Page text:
Give Har­vey vic­tims a choice on re­cov­ery aid

The Register Citizen (Torrington, CT) - - OPINION - Vir­ginia Postrel

After Hur­ri­cane Ka­t­rina dev­as­tated New Or­leans, Har­vard econ­o­mist Ed­ward Glaeser made a provoca­tive pro­posal: In­stead of spend­ing bil­lions in fed­eral dol­lars to re­build the city, why not give the money to res­i­dents to re­build their lives?

“Imag­ine that we were to spend $100 bil­lion on in­fra­struc­ture for the res­i­dents of the city,” he wrote. “An al­ter­na­tive to this spend­ing is to give each one of the city of New Or­leans’ res­i­dents a check for more than $200,000,” or $75,000 if ex­panded to in­clude the res­i­dents of the en­tire metro area. In an im­pov­er­ished city, that money would be life-chang­ing.

It didn’t hap­pen, of course. In the end, the fed­eral aid to­taled more than $120 bil­lion. The $8.9 bil­lion “Road Home” pro­gram gave about 130,000 home­own­ers money for re­build­ing, through a con­fus­ing and of­ten­frus­trat­ing process. Tax­pay­ers spent a for­tune on New Or­leans, but the money wasn’t life-chang­ing, or even life-restor­ing.

Hous­ton is no New Or­leans. When the Brook­ings In­sti­tu­tion ranked the pros­per­ity growth of the 100 largest U.S. met­ro­pol­i­tan ar­eas, New Or­leans came in dead last. (The rank­ing tracked changes in pro­duc­tiv­ity, av­er­age an­nual wage, and liv­ing stan­dards from 2010 to 2015.) Hous­ton, by con­trast, was sec­ond only to Sil­i­con Val­ley. Hous­to­ni­ans don’t need to es­cape the area to build bet­ter lives. Theirs is a city of hope where or­di­nary peo­ple come to find jobs, buy houses, and live the mid­dle-class dream.

But Glaeser’s ba­sic idea still makes sense there.

Only 17 per­cent of Hous­ton area home­own­ers have flood in­sur­ance, and fed­eral dis­as­ter re­lief pays a pit­tance — capped at $33,000 and often much less — com­pared with the cost of re­build­ing. Nearly 60 per­cent of city res­i­dents are renters, and they, too, have lost not only their homes but many of their pos­ses­sions. Once the ini­tial fight for sur­vival is over, many Hous­to­ni­ans face fi­nan­cial dis­as­ter.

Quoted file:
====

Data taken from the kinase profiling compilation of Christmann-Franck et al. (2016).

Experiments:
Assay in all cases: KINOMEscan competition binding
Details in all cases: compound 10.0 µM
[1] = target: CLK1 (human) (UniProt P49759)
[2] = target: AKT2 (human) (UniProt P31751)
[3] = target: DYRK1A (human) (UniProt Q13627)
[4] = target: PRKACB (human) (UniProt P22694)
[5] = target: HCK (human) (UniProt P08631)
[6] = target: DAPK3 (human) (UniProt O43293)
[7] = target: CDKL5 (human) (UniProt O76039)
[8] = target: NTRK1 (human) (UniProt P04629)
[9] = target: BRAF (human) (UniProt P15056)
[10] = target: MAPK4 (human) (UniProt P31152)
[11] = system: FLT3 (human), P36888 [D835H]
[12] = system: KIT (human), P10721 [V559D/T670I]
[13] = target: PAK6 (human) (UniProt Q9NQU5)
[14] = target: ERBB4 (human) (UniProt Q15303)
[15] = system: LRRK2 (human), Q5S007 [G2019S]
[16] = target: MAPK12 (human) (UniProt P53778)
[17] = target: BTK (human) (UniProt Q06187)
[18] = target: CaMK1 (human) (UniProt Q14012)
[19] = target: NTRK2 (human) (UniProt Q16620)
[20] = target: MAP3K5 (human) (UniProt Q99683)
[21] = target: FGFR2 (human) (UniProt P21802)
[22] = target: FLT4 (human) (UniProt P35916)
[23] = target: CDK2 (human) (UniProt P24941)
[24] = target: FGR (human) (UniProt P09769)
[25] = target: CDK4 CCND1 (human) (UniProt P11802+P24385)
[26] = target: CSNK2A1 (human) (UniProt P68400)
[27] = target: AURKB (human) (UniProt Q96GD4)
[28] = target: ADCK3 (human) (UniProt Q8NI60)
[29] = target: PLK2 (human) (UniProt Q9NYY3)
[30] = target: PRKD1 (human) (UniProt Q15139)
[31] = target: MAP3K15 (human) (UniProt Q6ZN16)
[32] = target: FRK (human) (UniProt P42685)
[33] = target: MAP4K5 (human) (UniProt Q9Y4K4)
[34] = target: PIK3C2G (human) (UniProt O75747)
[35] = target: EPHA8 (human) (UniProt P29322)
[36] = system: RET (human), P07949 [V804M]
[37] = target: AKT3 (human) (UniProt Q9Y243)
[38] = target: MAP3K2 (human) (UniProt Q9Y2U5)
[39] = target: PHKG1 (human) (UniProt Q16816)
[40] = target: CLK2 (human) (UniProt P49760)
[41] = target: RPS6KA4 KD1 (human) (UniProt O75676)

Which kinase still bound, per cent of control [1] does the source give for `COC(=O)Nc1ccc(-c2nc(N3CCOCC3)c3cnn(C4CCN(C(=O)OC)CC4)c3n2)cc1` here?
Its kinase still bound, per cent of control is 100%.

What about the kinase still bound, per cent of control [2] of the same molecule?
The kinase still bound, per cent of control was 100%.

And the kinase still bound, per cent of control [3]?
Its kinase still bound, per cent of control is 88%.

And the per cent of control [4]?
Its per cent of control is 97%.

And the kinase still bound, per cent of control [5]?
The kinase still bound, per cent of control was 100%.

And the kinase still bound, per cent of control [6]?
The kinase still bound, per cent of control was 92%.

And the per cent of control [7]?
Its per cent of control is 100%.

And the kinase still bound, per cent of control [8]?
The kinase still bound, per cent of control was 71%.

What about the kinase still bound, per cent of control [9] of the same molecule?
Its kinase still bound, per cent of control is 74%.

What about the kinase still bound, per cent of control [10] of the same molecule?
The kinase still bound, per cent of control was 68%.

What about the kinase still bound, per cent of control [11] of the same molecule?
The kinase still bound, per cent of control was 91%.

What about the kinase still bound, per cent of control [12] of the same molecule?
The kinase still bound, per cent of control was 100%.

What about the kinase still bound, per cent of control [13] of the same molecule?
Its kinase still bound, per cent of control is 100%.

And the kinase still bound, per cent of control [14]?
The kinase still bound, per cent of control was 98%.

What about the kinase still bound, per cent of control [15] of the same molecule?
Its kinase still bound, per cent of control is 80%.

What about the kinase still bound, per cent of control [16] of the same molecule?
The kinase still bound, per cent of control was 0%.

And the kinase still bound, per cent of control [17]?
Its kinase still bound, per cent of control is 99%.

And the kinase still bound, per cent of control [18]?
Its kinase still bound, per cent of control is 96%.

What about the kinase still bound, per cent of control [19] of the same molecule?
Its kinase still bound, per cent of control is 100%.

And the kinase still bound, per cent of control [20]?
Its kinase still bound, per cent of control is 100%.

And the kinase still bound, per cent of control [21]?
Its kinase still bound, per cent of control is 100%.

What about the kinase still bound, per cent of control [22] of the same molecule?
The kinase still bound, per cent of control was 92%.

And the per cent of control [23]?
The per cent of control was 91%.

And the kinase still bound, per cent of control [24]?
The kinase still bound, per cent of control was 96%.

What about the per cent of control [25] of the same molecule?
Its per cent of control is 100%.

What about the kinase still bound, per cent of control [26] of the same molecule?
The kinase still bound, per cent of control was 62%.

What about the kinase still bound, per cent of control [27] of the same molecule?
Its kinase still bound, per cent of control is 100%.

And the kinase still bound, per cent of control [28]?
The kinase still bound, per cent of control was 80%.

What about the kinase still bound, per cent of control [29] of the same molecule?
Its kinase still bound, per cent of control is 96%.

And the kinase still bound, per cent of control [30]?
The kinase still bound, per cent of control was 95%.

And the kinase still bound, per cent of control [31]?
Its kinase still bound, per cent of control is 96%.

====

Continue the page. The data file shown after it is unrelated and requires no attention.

At the same time, Har­vey has height­ened aware­ness that the city needs to adapt to limit fu­ture flood­ing. Hous­ton is on a flat coastal plain with clay soil that doesn’t ab­sorb wa­ter eas­ily. Pave­ment ex­ac­er­bates the prob­lem. The glib re­sponse is to de­cry “de­vel­op­ment” and ad­vo­cate stricter reg­u­la­tions — to call for Hous­ton to mimic the un­af­ford­able, anti-growth cities of the West Coast and North­east.

But de­stroy­ing the dy­namic hous­ing mar­ket that has made Hous­ton a mid­dle-class mecca would cre­ate a dif­fer­ent kind of dis­as­ter.

Be­sides, most parts of the U.S. are vul­ner­a­ble to nat­u­ral catas­tro­phes. We South­ern Cal­i­for­ni­ans re­ceive end­less mock­ery for our droughts, wild­fires and earth­quakes, often from peo­ple liv­ing in hur­ri­cane or tor­nado zones. If Amer­i­cans can live only where there’s no risk, we wind up with the sce­nario a friend sug­gested on Face­book: “We can have all 320 mil­lion Amer­i­cans move to the At­lanta-Char­lotte-Mem­phis tri­an­gle. Well, un­til tor­na­does hit and de­stroy large amounts of hous­ing.”

As they re­cover from Har­vey, Hous­to­ni­ans will have to de­cide where they will live. That’s where Glaeser’s idea comes in. Keep aid to dis­placed res­i­dents sim­ple. Don’t dis­tin­guish be­tween re­lo­ca­tion and re­build­ing. Don’t de­mand ex­ten­sive doc­u­men­ta­tion. Sim­ply is­sue checks based on where peo­ple lived when Har­vey hit and let them de­cide how best to re­cover.

Some peo­ple may want to leave town al­to­gether, mak­ing their way to less hur­ri­cane-prone places such as Dal­las, Den­ver, or At­lanta. Oth­ers may choose area neigh­bor­hoods less vul­ner­a­ble to fu­ture floods. Thanks to an on­line tool cre­ated by Sam Brody, di­rec­tor of the Cen­ter for Texas Beaches and Shores at the Galve­ston cam­pus of Texas A&M, you can now type in an ad­dress in Har­ris (Hous­ton) or Galve­ston County and see scores for its risk of hur­ri­canes, floods, wild­fire, air pol­lu­tion and earth­quakes.

Don’t ac­tively en­cour­age peo­ple to stay in the riski­est places. Fos­ter not “re­build­ing” but re­cov­ery.

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